The Oblates of Mary Immaculate and Notre Dame of Manila
By: Cristina A. Sison
NDGM School Director’s Secretary-Treasurer
1964-1984; Chief Librarian 1989-1996
(taken from the coffee table book published in celebration of the NDGM 50th Founding Anniversary 1963-2013)
The Missionary Oblates of Mary Immaculate who put up Notre Dame of Greater Manila carried with them no impressive initials after their names except the initials of their religious order. They came to bring the Good News. “Evangelizare pauperibus misit me. Pauperes evangelizantur.” “He sent me to preach the gospel to the poor. The poor have the good news preached to them.” The poor in this passage refers to the poor in spirit, those who have hardly heard of Christ or who have not recognized the goodness of God. This congregational motto served as the compass of their movements. Their aim was to bring themselves and others closer to God through their example of the theological virtues of faith, hope, and love. They worked with people in all walks of life, the rich, the poor, the youth, the old, the strong, the weak, the intelligent, the dull, the happy and the depressed. They inspired them with their high standard of holiness and intensive prayer-life.
These missionaries trace their roots from Aix-en-Provence, France where their founder Bishop Charles Joseph Eugene de Mazenod was born and reared during the French revolution. Though born of an aristocratic and noble family, which was then under fire by the revolutionaries, his heart was for the poor and oppressed. He struggled much to stand for his principles and charism. Until on February 17, 1826 Pope Leo XII approved his group as a religious congregation to be known as the Missionary Oblates of Mary Immaculate. This religious order slowly but surely spread out far and wide in the five continents of the world until it reached the Philippines on September 25, 1939, and came to Grace Park in 1946 through the invitation of the then Archbishop of Manila, Michael J O’Doherty.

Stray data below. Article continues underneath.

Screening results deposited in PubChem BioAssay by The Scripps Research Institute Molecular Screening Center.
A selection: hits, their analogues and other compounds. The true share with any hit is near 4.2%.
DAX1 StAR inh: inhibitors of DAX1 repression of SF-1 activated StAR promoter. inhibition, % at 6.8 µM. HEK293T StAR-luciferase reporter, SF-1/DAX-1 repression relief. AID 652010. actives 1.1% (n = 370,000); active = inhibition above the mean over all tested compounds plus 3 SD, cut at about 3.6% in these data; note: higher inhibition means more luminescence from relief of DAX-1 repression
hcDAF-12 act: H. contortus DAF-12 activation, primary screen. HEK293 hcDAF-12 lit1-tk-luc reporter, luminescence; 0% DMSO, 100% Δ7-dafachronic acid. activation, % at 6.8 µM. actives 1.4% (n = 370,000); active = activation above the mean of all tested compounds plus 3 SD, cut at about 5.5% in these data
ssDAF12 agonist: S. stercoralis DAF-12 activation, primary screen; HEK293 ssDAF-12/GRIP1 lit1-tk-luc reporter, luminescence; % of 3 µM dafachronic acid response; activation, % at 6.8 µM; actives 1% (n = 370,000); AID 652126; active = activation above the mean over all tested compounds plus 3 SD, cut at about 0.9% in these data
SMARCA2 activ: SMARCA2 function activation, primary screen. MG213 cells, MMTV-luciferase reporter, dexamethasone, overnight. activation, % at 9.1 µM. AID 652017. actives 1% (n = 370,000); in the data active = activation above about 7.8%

This was the beginning of Our Lady of Grace Parish that grew steadily as a strong faith community through the prudence, fortitude, justice and temperance of the Oblates who pastored it. Meanwhile, down in Cotabato and Sulu where the Oblates established themselves, they put up Notre Dame schools. This was one of the avenues of bringing the gospel to the youth. As Oblates of Mary Immaculate their love and devotion to the Blessed Mother was foremost, all their schools were named after her. Notre Dame is the French term for Our Lady. Such schools were known for their high standard of education and so the Grace Park people asked the Oblates for one. The then superior of the Philippine Province acceded to the request. It was to serve the basic educational needs of the residents of the northern part of Manila and Quezon City, Caloocan, Malabon, Navotas and Valenzuela. It was to be a Catholic school for boys. He then assigned Fr. William Patrick McGrath to work on the government requirements of setting up a school and to start construction of the building.
The Oblates were able to negotiate with the Archbishop of Manila for a 2.2-hectare piece of land in a former airfield in the northeastern part of the parish. The school was named Notre Dame of Greater Manila as its place identification, since other Notre Dame schools were identified according to their location. It then became part of the Notre Dame system of education that adhered to love of God and country, loyalty to the Catholic faith, spirit of sacrifice , service to others especially to the poor of Christ, and steadfast love to the Blessed Virgin Mary.
Notre Dame of Greater Manila first opened its doors in June 1963 to five-year-old kindergarteners, 6-year-old preparatory schoolers and grades one to five boys. The first several years were under the direction of American missionary Oblates who left the comfort of their homes, their loving families and their beautiful country to respond to the call of Jesus Christ to bring the gospel to the Philippines.